Provision of reliable, accessible and economically sustainable electricity remains a pipe dream in most African countries despite the abundance of energy resources, said Ethiopian Minister of Mines and Energy Alemayehu Tegenu Saturday.
The costly investment, required for development of electric energy, has posed a huge obstacle to tap electric energy in Africa, said Alemayehu at a closing ceremony of a ministerial meeting under the auspices of the African Union (AU).
He said Africa is using an insignificant proportion of the electric power potential it has and the potential used in central and eastern Africa is less than six percent.
Low and fragmented exploitation of these resources, especially hydroelectric power and fossil fuel such as natural gas and coal, to generate electric power at lower costs, is among the key obstacles.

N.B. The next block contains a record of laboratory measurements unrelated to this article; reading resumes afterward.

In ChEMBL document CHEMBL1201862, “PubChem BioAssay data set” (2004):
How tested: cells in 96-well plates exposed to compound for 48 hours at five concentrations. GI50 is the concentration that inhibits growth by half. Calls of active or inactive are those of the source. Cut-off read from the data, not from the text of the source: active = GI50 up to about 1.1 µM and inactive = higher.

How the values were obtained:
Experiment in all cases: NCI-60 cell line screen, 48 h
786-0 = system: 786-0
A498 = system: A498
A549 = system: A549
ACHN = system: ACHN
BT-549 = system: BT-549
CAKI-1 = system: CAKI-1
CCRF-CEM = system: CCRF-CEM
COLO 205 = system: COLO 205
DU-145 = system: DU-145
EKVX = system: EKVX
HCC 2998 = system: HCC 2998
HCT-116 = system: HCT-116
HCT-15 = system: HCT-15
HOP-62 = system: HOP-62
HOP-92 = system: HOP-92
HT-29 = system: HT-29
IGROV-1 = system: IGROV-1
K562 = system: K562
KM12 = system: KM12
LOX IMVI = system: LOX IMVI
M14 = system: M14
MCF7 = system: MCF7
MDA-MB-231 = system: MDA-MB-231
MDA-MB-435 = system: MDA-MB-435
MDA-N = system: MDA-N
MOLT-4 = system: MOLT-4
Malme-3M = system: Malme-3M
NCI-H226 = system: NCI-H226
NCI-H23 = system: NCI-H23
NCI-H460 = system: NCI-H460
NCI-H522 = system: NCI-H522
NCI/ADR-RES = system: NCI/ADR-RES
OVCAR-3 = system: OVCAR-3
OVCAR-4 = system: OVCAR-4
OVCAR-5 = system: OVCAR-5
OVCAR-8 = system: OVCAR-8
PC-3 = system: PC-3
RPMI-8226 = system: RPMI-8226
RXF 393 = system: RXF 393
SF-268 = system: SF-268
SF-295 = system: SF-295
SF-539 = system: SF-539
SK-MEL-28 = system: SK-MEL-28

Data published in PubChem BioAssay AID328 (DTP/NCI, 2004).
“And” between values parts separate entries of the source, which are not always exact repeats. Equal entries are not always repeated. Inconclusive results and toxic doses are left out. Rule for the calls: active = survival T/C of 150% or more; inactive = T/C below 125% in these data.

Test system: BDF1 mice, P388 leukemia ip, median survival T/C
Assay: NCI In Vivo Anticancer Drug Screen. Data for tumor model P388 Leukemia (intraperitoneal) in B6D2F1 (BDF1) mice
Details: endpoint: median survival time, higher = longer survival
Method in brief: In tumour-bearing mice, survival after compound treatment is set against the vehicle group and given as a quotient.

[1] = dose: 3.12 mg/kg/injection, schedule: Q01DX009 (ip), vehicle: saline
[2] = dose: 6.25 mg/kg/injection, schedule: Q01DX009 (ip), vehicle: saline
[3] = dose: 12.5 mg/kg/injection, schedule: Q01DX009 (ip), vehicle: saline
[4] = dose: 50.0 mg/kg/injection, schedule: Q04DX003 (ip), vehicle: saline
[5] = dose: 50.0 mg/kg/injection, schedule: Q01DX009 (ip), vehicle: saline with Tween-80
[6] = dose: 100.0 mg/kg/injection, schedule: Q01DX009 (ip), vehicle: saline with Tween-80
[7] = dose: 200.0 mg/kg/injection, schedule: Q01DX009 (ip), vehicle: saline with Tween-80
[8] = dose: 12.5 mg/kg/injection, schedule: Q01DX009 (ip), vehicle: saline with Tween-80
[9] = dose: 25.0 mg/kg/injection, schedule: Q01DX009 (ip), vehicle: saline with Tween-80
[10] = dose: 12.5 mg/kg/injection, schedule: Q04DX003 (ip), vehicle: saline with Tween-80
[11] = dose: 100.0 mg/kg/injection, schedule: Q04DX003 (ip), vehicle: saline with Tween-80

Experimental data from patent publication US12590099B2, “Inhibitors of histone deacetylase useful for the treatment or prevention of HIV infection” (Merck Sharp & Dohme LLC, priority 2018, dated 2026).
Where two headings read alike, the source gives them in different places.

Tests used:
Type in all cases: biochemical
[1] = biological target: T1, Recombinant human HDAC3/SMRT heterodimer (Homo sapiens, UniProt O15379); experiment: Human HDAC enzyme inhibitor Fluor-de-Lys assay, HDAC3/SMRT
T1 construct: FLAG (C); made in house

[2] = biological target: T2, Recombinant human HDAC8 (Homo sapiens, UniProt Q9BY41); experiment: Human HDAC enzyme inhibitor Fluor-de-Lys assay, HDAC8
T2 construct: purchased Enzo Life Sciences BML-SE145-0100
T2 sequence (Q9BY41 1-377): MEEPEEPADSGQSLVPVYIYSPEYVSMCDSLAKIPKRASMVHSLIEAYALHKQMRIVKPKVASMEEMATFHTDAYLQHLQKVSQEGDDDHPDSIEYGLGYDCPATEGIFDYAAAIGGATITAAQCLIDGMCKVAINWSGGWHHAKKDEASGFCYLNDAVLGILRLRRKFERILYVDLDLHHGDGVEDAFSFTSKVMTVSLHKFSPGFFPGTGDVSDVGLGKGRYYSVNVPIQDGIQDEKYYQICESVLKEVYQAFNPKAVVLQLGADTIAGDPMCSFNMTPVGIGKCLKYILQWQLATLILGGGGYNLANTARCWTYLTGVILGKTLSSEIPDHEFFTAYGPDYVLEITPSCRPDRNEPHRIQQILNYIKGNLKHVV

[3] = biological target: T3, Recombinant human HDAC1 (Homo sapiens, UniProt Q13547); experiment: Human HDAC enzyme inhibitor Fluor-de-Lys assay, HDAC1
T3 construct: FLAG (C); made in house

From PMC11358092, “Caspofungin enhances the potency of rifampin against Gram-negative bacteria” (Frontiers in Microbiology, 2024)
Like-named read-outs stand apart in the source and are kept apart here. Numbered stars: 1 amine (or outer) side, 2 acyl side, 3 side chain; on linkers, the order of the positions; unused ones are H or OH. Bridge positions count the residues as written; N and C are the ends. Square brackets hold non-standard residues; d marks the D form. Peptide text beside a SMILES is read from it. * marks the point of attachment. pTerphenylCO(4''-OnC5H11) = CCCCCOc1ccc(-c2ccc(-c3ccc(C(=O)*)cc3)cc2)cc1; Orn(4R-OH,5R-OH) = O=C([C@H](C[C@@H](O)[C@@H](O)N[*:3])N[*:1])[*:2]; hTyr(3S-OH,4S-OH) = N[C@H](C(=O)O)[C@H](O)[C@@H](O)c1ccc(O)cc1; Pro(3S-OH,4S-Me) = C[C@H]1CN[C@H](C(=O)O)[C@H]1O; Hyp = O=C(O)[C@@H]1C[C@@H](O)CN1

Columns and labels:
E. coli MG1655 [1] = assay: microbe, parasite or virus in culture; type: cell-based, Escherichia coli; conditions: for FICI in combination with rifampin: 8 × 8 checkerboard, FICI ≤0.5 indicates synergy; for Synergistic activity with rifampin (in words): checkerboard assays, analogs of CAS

The share of biomass in some African countries represents up to 90 percent of the total energy resources. On the other hand, only 5 percent of the continent's vast hydroelectric potential is currently put to use.
Recent studies show about 20 percent of the population of Africa and, in some countries, 5 percent at most, have access to electricity.
Alemayehu said participants of the meeting have agreed to start working together to change the existing scenario and tap the power potential.
He said the main objective of the meeting was to identify the continental and regional energy problems and dwell on activities of capacity building, action plans as well as on ways of acquiring the necessary investment for the sector.
The conference is of paramount importance for Ethiopia, which has a huge potential in the sector, said Alemayehu.
The African Development Bank, the European Union and other international organizations, which participated in the meeting, have shown encouraging signs to provide assistance in the sector.
More than 20 ministers and close to 150 international organizations and experts participated in the conference.